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Little Pain, All Gain : State recycling program, initially beset with doubt, soars

Californians devour 12 billion beers and sodas a year. Recycling all those empty bottles and cans is not just kind to the pocketbook but kind to the environment. Fortunately, the ambitious program is working: Consumers are recycling an unprecedented 84% of all beer and soda bottles and cans sold in the state.

The state bottle law, which provides a nickel refund for two empty cans or 12-ounce bottles, has steadily gained momentum ever since it was first enacted in 1986. More than 90% of all aluminum cans are now returned. That is no surprise because those containers traditionally have the highest scrap value and are coveted by recyclers. The biggest gains have been with glass bottles and plastic containers. At least 78% of all empty glass bottles are now turned in; more than 53% of plastic containers are recycled.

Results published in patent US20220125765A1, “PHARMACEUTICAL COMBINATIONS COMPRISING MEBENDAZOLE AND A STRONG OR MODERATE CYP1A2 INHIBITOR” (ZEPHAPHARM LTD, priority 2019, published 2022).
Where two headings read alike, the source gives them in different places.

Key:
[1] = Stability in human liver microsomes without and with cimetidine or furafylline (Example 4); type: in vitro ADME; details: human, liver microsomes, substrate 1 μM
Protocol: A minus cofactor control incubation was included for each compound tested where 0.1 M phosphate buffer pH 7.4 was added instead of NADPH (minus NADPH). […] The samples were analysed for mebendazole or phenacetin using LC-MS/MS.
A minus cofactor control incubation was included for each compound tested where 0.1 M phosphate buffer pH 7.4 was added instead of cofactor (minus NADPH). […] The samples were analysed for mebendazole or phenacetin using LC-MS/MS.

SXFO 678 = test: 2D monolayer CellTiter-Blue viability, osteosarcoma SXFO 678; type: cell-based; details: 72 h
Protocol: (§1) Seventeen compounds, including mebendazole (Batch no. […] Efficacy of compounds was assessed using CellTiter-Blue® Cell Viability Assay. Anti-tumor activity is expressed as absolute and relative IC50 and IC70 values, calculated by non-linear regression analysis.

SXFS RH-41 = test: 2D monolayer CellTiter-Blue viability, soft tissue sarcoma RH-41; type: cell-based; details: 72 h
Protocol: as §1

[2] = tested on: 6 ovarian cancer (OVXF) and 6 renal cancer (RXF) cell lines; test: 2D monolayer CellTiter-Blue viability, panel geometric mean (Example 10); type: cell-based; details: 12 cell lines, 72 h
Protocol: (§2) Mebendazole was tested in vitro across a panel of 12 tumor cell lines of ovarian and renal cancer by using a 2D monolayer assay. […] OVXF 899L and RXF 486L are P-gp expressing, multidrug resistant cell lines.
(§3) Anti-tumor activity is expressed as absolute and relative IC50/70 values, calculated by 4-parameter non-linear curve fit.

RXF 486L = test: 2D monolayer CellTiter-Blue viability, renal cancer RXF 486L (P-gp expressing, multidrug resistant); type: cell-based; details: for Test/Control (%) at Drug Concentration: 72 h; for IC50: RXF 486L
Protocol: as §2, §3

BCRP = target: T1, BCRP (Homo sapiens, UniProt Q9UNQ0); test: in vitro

Californians returned about 4.6 billion containers during the first six months of this year, according to the state Department of Conservation. That kept tons of beer, soda, mineral water, wine cooler and other containers out of overburdened municipal landfills.

Recycling has doubled since the law took effect nearly five years ago. Californians were slow to return containers when the payoff was a mere penny per empty. The Legislature last year increased that incentive to a nickel per two empty cans and 12-ounce bottles and to slightly higher for larger containers.

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The cash payoff is funded in part by distributors, who pay 2 cents per container into the state recycling fund and from unclaimed deposits. That deposit is typically passed along to customers, who get it back if they recycle.

Californians can take great pride in a beverage container recycling system that is saving water, conserving energy and taking pressure off swollen landfills.


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